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Will more media dominos start falling in a new media M&A merry-go-round? That is a question Wall Street is asking after news of the mega-combination of Discovery and AT&T’s WarnerMedia. If so, which media and entertainment players could accelerate possible deal plans or become more aggressive — or even spoil the Discovery-WarnerMedia party with an alternative bid?
One banker, speaking with The Hollywood Reporter, mentioned medium-sized and smaller companies that could be in play, such as Lionsgate and an always popular object of M&A chatter, the post-bankruptcy James Bond studio MGM, which started exploring a sale late in 2020. AMC Networks has also been floated as an appealing takeover target for sector giants in the past, even though its management team has repeatedly expressed comfort with going it alone, with CEO Josh Sapan often emphasizing the benefits of being a more focused company.
Financial experts often highlight, though, that in an age where entertainment giants are getting bigger to compete with deep-pocketed tech titans, smaller players with strong brands and content franchises — such as Lionsgate’s The Hunger Games and Starz; MGM’s Rocky and Bond; and AMC Networks’ AMC, streamer Shudder and The Walking Dead — make for attractive takeover targets for biggies on the hunt. And at least one or other company lacking major scale will be up for striking a deal, rather than battling giants, if the money is right, the argument goes.
Some experts even argue that tech giants like Amazon, Netflix and Apple could scoop up smaller entertainment firms struggling on their own as they are hungry for popular content brands that would beef up their libraries.
The $43 billion WarnerMedia spinoff plan is “a watershed ‘horizontal’ merger that will likely reshape the media ecosystem and competitive landscape,” CFRA Research analyst Tuna Amobi says. And it is “motivated by the quest for additional scale for both companies’ nascent streaming offerings (HBO Max and discovery+) amid the escalating streaming wars versus Netflix, Hulu, Amazon Prime Video, Disney+ etc.”
With that in mind, it was no surprise that Wells Fargo analyst Steven Cahall was among those starting the week by asking whether the likes of Comcast and ViacomCBS may be “suddenly feeling lonely.” Like some of his peers, he had suggested on March 17 a merger of WarnerMedia with Comcast’s NBCUniversal-plus-Sky, noting, “investor preferences for more-focused business models, and the industrial logic that arises from combining two big content libraries to better compete with Netflix and Disney.”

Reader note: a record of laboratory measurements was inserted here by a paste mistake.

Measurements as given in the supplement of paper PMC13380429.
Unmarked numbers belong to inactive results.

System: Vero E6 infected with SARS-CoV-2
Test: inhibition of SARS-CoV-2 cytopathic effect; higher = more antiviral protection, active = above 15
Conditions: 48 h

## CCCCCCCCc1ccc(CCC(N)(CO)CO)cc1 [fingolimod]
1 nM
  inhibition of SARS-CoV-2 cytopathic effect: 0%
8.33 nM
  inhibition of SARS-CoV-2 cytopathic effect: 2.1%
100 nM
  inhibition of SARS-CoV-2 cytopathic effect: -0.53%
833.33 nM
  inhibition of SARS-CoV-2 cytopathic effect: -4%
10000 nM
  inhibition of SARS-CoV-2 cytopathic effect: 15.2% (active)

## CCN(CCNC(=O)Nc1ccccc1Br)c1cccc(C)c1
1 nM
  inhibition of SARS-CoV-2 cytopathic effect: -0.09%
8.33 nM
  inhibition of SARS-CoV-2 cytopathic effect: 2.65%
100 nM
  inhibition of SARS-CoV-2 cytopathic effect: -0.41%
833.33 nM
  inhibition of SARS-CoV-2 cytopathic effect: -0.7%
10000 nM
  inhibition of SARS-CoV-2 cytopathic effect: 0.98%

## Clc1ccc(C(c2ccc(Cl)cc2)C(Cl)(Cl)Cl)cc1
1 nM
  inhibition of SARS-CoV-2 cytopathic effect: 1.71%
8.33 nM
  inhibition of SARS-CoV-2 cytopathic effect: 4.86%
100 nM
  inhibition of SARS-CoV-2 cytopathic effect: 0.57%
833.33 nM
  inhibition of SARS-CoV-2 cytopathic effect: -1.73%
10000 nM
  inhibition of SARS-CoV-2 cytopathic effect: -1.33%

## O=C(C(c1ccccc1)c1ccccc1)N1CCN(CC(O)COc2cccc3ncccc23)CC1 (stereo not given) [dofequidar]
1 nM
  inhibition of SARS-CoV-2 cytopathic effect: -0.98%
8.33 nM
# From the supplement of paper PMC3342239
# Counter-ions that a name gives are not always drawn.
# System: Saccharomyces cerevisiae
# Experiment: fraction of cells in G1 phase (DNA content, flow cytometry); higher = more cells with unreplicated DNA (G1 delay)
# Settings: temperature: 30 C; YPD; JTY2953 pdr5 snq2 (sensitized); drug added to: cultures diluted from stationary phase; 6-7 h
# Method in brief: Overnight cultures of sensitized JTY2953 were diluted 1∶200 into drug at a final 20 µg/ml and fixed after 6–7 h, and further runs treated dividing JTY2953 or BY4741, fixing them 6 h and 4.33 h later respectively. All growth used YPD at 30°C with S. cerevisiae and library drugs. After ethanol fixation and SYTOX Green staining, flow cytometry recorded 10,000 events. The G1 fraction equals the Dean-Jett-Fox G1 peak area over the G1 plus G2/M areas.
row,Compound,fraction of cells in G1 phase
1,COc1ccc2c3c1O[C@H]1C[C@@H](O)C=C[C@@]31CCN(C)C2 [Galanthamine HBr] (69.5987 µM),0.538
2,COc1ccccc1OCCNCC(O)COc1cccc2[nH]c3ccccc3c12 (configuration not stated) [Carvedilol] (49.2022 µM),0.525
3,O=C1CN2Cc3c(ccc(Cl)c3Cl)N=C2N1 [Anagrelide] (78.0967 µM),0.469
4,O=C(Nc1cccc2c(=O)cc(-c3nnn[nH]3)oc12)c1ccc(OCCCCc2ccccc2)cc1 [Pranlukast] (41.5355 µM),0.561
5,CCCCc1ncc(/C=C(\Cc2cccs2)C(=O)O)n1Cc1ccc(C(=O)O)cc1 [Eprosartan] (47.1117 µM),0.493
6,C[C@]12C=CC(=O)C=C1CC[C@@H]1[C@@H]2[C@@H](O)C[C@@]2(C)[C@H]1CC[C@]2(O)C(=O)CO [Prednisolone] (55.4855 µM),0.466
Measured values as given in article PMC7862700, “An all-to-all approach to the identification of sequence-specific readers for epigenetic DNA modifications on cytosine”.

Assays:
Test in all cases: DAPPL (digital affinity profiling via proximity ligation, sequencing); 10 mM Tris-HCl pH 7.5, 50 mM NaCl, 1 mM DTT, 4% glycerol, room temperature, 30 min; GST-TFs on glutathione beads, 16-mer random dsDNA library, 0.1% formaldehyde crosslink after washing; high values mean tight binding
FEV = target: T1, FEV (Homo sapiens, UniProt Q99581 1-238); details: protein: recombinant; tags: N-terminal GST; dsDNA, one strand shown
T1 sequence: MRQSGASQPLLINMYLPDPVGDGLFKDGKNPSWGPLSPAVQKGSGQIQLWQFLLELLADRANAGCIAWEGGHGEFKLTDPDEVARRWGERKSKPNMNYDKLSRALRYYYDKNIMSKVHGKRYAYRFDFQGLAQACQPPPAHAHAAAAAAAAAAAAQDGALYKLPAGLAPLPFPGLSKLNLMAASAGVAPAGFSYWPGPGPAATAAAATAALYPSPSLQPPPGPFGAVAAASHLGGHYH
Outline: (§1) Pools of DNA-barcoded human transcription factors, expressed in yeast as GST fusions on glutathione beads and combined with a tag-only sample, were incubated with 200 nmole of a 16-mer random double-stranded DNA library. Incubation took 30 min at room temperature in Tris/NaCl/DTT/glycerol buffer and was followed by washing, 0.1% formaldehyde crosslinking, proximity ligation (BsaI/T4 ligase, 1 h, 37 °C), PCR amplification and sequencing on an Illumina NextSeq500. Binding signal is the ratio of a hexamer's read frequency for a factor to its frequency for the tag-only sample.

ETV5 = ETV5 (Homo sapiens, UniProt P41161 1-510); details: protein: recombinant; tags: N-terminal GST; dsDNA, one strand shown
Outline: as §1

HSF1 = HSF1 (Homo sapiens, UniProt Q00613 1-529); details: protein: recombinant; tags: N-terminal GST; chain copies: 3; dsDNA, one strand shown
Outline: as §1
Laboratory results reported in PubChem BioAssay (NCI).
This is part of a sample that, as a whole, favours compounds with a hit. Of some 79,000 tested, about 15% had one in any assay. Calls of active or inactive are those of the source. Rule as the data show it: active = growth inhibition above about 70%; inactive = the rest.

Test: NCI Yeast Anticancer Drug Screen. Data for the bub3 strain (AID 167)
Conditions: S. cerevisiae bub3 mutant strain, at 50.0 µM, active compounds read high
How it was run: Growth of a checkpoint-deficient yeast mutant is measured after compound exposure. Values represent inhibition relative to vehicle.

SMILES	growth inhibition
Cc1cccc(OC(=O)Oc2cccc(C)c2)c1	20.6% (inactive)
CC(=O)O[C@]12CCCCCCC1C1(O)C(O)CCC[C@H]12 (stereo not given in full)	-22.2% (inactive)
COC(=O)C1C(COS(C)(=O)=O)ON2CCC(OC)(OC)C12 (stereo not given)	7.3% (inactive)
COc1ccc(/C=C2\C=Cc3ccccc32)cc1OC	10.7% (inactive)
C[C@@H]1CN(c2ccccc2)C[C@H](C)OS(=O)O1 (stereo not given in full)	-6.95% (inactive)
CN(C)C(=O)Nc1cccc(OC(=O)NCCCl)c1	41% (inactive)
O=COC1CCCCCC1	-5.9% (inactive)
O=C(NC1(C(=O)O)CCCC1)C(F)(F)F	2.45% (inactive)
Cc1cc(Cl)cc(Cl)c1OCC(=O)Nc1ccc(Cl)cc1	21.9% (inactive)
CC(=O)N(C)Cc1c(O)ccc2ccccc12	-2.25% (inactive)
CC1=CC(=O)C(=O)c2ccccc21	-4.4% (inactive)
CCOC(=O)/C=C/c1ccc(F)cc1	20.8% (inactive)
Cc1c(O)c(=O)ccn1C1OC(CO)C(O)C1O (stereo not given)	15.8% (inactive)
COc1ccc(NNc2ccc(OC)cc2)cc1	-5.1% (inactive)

On Monday, Cahall wrote: “Discovery+WarnerMedia doesn’t close the door to further deals, but it does cast doubt on a transaction with NBCU.” He argued that the deal could leave “Comcast potentially looking for a dance partner, and ViacomCBS could be dancing on their own too.”
LightShedPartners analyst Richard Greenfield earlier this year had also called for a merger of NBCUniversal and WarnerMedia, but after the Discovery deal announcement, he wondered in a report: “Will Comcast follow AT&T’s lead and spin off NBCU and merge with another media company? Beyond ViacomCBS (where the CBS network and stations are clear regulatory problems), there is no obvious list of partners.”
Peter Csathy, chairman of advisory firm CreaTV Media, argues that it’s the technology or streaming giants, such as Amazon, Netflix and Apple, that may aim to pick up entertainment players in need of a bigger parent. “MGM, owned by private equity, and Lionsgate are ripe, because they own valuable content franchises,” he says.
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